This time next week we’ll all know how many of our biggest cities will be run by elected mayors. A total of 10 are asking their residents whether they want to ditch their council leader for a city mayor - for many though, the referendum could be about to go unnoticed.
Having spent the last few days in Birmingham and Bristol it’s become abundantly clear how few people even know about the vote. That’s the main worry the Yes campaigners have – low turnout. Bristol doesn’t have local elections this year – so getting people to turn up at polling booths could prove rather difficult. And therein lies the main problem the No campaigners have – low turnout could mean a very small proportion of people voting for major change. In truth, there hasn’t really been a ‘national’ campaign raising awareness of the referendum. I haven’t seen one poster in either city and apart from Birmingham candidates are few and far between.
There is a quiet expectation that Birmingham will vote for an elected mayor – it has high profile supporters who want to stand, like Liam Byrne and Gisela Stewart. Both have helped put the issue on the local agenda and could persuade residents to go for the change. There is also an element of pride creeping in, Birmingham is the second city and wants to be seen as such across the world – a mayor, like it or loathe it – could represent them globally.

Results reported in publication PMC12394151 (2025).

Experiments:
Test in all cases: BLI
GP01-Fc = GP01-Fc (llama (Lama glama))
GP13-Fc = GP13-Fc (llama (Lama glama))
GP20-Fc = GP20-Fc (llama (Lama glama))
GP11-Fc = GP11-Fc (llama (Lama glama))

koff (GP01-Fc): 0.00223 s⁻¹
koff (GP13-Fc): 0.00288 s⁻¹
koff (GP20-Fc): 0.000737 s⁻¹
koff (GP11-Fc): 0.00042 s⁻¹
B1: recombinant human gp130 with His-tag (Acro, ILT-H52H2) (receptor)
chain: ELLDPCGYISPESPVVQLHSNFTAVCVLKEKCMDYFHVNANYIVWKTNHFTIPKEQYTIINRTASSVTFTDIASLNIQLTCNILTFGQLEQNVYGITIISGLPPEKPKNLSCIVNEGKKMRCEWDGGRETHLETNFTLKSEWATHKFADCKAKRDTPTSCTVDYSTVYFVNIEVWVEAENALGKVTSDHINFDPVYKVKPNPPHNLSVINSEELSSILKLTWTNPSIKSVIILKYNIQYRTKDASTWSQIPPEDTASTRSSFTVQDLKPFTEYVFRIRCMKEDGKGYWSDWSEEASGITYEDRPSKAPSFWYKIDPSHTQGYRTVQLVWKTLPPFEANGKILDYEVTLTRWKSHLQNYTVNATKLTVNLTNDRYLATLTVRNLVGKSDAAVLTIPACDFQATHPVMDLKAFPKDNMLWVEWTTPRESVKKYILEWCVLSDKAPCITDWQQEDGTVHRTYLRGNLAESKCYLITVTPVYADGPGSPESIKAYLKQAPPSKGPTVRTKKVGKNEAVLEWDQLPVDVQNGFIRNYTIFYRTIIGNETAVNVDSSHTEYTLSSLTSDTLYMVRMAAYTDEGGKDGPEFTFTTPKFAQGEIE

Bristol is an altogether different city, there’s less identity with it, it’s smaller and has for years been run in what can only be described as in a chaotic fashion. But residents are independently minded, so who’s to say how they will vote?
There are major fears though in each city. Many think too much power in the hands of one person is undemocratic. The leader of the Bristol No campaign, Bill Martin, says it’s ‘nonsense’ that a ‘celebrity’ could run the place – coming in from outside and knowing nothing about it. He’s also amazed at the potential cost, why spend a fortune when the council leader is perfectly capable of doing the job at no extra expense.
The arguments for and against are the same across the country. They can be debated back and forth all day. One thing that is certain is that these are some of the biggest constitutional reforms the coalition has proposed. If all ten cities vote yes, they could become much more powerful. It’ll be a milestone in the devolution of powers and a momentous political change for local government.